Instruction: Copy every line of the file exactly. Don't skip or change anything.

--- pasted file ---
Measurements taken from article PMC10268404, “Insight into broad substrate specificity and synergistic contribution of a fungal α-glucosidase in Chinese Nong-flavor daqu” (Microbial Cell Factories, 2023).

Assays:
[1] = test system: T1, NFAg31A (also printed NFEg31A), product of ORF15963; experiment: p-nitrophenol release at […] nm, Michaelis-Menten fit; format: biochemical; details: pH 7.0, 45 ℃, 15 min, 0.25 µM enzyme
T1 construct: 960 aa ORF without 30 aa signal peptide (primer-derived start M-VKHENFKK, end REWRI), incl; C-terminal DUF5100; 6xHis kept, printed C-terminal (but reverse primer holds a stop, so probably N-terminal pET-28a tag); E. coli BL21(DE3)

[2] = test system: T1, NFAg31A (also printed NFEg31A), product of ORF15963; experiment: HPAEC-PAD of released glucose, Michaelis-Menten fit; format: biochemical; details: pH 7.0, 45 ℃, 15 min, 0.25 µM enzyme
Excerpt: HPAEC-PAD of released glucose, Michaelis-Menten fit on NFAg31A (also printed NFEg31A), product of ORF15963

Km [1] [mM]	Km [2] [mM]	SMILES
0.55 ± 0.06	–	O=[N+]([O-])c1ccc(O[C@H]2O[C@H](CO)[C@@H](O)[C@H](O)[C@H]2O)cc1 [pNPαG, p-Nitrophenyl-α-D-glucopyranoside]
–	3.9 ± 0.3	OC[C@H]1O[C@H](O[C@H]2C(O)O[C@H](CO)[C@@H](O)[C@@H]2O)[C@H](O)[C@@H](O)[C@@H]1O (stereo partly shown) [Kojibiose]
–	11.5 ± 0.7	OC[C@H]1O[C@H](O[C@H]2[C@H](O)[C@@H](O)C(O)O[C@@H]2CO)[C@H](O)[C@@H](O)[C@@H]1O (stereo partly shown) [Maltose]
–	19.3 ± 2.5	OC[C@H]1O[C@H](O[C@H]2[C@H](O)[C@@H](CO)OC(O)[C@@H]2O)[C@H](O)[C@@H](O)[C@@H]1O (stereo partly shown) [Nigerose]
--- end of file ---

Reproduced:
Measurements taken from article PMC10268404, “Insight into broad substrate specificity and synergistic contribution of a fungal α-glucosidase in Chinese Nong-flavor daqu” (Microbial Cell Factories, 2023).

Assays:
[1] = test system: T1, NFAg31A (also printed NFEg31A), product of ORF15963; experiment: p-nitrophenol release at […] nm, Michaelis-Menten fit; format: biochemical; details: pH 7.0, 45 ℃, 15 min, 0.25 µM enzyme
T1 construct: 960 aa ORF without 30 aa signal peptide (primer-derived start M-VKHENFKK, end REWRI), incl; C-terminal DUF5100; 6xHis kept, printed C-terminal (but reverse primer holds a stop, so probably N-terminal pET-28a tag); E. coli BL21(DE3)

[2] = test system: T1, NFAg31A (also printed NFEg31A), product of ORF15963; experiment: HPAEC-PAD of released glucose, Michaelis-Menten fit; format: biochemical; details: pH 7.0, 45 ℃, 15 min, 0.25 µM enzyme
Excerpt: HPAEC-PAD of released glucose, Michaelis-Menten fit on NFAg31A (also printed NFEg31A), product of ORF15963

Km [1] [mM]	Km [2] [mM]	SMILES
0.55 ± 0.06	–	O=[N+]([O-])c1ccc(O[C@H]2O[C@H](CO)[C@@H](O)[C@H](O)[C@H]2O)cc1 [pNPαG, p-Nitrophenyl-α-D-glucopyranoside]
–	3.9 ± 0.3	OC[C@H]1O[C@H](O[C@H]2C(O)O[C@H](CO)[C@@H](O)[C@@H]2O)[C@H](O)[C@@H](O)[C@@H]1O (stereo partly shown) [Kojibiose]
–	11.5 ± 0.7	OC[C@H]1O[C@H](O[C@H]2[C@H](O)[C@@H](O)C(O)O[C@@H]2CO)[C@H](O)[C@@H](O)[C@@H]1O (stereo partly shown) [Maltose]
–	19.3 ± 2.5	OC[C@H]1O[C@H](O[C@H]2[C@H](O)[C@@H](CO)OC(O)[C@@H]2O)[C@H](O)[C@@H](O)[C@@H]1O (stereo partly shown) [Nigerose]